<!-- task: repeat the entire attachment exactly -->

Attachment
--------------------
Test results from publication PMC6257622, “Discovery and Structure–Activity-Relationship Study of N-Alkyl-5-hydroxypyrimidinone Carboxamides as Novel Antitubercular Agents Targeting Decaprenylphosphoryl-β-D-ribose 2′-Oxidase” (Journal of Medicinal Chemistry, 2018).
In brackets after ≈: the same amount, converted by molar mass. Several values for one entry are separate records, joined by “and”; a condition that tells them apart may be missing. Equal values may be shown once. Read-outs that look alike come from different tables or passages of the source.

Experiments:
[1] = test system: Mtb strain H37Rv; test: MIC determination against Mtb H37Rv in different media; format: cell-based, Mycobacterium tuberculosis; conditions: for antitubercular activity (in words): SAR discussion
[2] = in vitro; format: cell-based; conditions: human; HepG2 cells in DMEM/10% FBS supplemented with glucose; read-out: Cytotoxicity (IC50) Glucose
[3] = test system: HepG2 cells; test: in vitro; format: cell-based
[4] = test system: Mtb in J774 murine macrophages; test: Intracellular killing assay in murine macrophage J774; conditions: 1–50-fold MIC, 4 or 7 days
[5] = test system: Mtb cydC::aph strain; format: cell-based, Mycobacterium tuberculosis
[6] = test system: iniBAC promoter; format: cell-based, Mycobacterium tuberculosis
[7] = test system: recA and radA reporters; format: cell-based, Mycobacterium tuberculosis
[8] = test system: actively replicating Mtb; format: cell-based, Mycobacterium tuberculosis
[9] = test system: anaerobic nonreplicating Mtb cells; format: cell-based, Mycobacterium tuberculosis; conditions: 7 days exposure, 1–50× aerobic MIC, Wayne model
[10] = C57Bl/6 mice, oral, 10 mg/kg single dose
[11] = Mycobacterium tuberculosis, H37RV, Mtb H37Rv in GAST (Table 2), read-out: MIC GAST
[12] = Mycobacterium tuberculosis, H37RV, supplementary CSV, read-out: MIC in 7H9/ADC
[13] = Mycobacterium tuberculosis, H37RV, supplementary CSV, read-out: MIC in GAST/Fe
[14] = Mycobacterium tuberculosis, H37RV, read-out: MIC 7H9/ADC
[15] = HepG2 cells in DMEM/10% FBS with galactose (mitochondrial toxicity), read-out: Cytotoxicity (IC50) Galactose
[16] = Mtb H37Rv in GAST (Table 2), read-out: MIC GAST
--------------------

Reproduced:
Test results from publication PMC6257622, “Discovery and Structure–Activity-Relationship Study of N-Alkyl-5-hydroxypyrimidinone Carboxamides as Novel Antitubercular Agents Targeting Decaprenylphosphoryl-β-D-ribose 2′-Oxidase” (Journal of Medicinal Chemistry, 2018).
In brackets after ≈: the same amount, converted by molar mass. Several values for one entry are separate records, joined by “and”; a condition that tells them apart may be missing. Equal values may be shown once. Read-outs that look alike come from different tables or passages of the source.

Experiments:
[1] = test system: Mtb strain H37Rv; test: MIC determination against Mtb H37Rv in different media; format: cell-based, Mycobacterium tuberculosis; conditions: for antitubercular activity (in words): SAR discussion
[2] = in vitro; format: cell-based; conditions: human; HepG2 cells in DMEM/10% FBS supplemented with glucose; read-out: Cytotoxicity (IC50) Glucose
[3] = test system: HepG2 cells; test: in vitro; format: cell-based
[4] = test system: Mtb in J774 murine macrophages; test: Intracellular killing assay in murine macrophage J774; conditions: 1–50-fold MIC, 4 or 7 days
[5] = test system: Mtb cydC::aph strain; format: cell-based, Mycobacterium tuberculosis
[6] = test system: iniBAC promoter; format: cell-based, Mycobacterium tuberculosis
[7] = test system: recA and radA reporters; format: cell-based, Mycobacterium tuberculosis
[8] = test system: actively replicating Mtb; format: cell-based, Mycobacterium tuberculosis
[9] = test system: anaerobic nonreplicating Mtb cells; format: cell-based, Mycobacterium tuberculosis; conditions: 7 days exposure, 1–50× aerobic MIC, Wayne model
[10] = C57Bl/6 mice, oral, 10 mg/kg single dose
[11] = Mycobacterium tuberculosis, H37RV, Mtb H37Rv in GAST (Table 2), read-out: MIC GAST
[12] = Mycobacterium tuberculosis, H37RV, supplementary CSV, read-out: MIC in 7H9/ADC
[13] = Mycobacterium tuberculosis, H37RV, supplementary CSV, read-out: MIC in GAST/Fe
[14] = Mycobacterium tuberculosis, H37RV, read-out: MIC 7H9/ADC
[15] = HepG2 cells in DMEM/10% FBS with galactose (mitochondrial toxicity), read-out: Cytotoxicity (IC50) Galactose
[16] = Mtb H37Rv in GAST (Table 2), read-out: MIC GAST